|Phase I-II Study of HER2 Vaccination with poly(I) • poly(C12U) (Ampligen®) as an Adjuvant in Optimally Treated Breast Cancer Patients
|Stephanie Parker | 866.932.8588 | E-Mail
Despite improved tumor response rates and overall survival with current therapies, many breast cancer (BC) patients eventually have disease relapse suggesting the presence of residual microscopic disease. Cancer vaccines given with adjuvants can induce tumor-specific Th1 immunity and result in immunologic eradication of residual tumor cells and potentially prevent disease relapse or tumor spread. This randomized two-stage study in BC patients will evaluate if Ampligen®, a TLR-3 agonist, given with HER2 vaccination improves vaccine-induced HER2+ immunity.
|Study Population / Indication
- Patients with stage II, III, or IV breast cancer who have been treated to no evidence of disease or stable bone only disease with definitive therapy will be eligible for study
- HER2+ breast cancer: IHC staining (1+, 2+, 3+) or HER2 gene amplification by FISH
- Patients cannot be receiving trastuzumab during vaccine therapy
- Patients cannot be receiving any concurrent immunomodulators (such as systemic steroids) during vaccine therapy
- Patients must have a Zubrod score ≤ 2, be at least 14 days out from last chemotherapy and/or systemic steroids.
- Patients cannot be simultaneously enrolled in any other treatment study.
- The use of bisphosphanates and/or endocrine therapy will be allowed.
|Study Location: University of Washington Medical Center | 1959 NE Pacific Street | Seattle, WA 98195
- To choose the most promising (maximum biologic dose (MBD)) of 5 different doses (4, 20, 79, 495, 2000 mcg) of Ampligen administered intradermally as an adjuvant with HER2 vaccination, with respect to toxicity and incidence and magnitude of immune response.
- To determine, using MBD of Ampligen (defined in first primary aim), whether Ampligen when given with GM-CSF as a combined adjuvant strategy with HER2 vaccination increases both the incidence and magnitude of HER2 Th1 immunity as compared to the standard GM-CSF adjuvant strategy.
- Evaluation of immune response among the different treatment arms in Stage I and II: We will use standard IFN-γ ELISPOT assay to evaluate CD4+ Th1 T cell responses to HER2 immunizing peptides at baseline(prior to 1st vaccine) and at months 4 and 15, post-first-vaccination. A positive immune response will be defined as a post-vaccination T cell precursor frequency >1:50,000 HER2 specific PBMC. In patients with a baseline precursor frequency >1:50,000, a positive post-vaccination response will be defined as a 2-fold increase in HER2-specific PBMC.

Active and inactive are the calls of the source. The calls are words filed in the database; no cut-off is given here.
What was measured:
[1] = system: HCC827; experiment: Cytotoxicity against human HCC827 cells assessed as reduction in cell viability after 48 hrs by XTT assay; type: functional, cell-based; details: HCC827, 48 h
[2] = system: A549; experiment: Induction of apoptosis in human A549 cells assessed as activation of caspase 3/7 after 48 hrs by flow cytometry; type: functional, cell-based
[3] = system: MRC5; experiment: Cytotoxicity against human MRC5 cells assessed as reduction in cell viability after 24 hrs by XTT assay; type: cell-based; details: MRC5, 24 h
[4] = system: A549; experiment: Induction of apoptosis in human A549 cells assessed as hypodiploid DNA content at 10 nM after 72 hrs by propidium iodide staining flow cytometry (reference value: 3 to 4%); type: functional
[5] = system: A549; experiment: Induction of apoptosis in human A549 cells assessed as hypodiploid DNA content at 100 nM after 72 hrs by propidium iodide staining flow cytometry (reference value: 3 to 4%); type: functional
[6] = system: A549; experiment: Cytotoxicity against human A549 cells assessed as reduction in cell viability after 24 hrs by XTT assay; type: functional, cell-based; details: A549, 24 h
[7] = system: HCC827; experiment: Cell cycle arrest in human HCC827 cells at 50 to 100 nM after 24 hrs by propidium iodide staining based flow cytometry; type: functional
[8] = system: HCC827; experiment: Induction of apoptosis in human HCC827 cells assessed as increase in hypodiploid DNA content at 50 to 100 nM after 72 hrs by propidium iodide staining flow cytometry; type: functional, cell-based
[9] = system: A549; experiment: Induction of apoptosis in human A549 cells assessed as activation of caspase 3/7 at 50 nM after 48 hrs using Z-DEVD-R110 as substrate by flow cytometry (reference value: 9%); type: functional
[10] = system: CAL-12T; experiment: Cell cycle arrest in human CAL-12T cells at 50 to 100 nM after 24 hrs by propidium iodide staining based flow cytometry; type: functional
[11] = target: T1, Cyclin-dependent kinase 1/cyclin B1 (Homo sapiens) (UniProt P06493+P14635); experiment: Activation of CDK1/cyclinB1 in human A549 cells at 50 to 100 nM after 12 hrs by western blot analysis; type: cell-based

In Stage I, the Ampligen dose group showing both the lowest incidence of toxicity (as described below) and the highest incidence and magnitude of immune response will be chosen as the most immunogenic or MBD. If the 5 Ampligen dose arms result in similar estimates of the outcomes, then the lowest dose will be chosen for Stage II.
- Evaluation of safety and systemic toxicity among the different treatment arms in Stage I and II: Safety and systemic toxicity will be determined by chemical and clinical parameters evaluated at baseline, prior to each vaccine, and at month 4. Toxicity grading will be evaluated per CTEP CTCAE 4.0 and monitoring of adverse events (AEs) will be done per FDA and NCI guidelines. The type and grade of toxicities noted during treatment will be summarized. Additionally, stopping rules for accrual to the Ampligen arms will become operational if there is sufficient evidence of excessive toxicity.
- Disease-free and overall survival will be followed and compared among the vaccine treatment arms. Though not statistically powered to this endpoint, large differences if observed between the vaccine treatment groups will be noted and described. Disease-free and overall survival will be defined as time from study enrollment to time of first event.
Concurrent trastuzumab and HER2/neu-specific vaccination in patients with metastatic breast cancer.
Disis ML, Wallace DR, Gooley TA, Dang Y, Slota M, Lu H, Coveler AL, Childs JS, Higgins DM, Fintak PA, dela Rosa C, Tietje K, Link J, Waisman J, Salazar LG.J Clin Oncol. 2009 Oct 1;27(28):4685-92. Epub 2009 Aug 31.
ClinicalTrials.gov Identifier: NCT01355393
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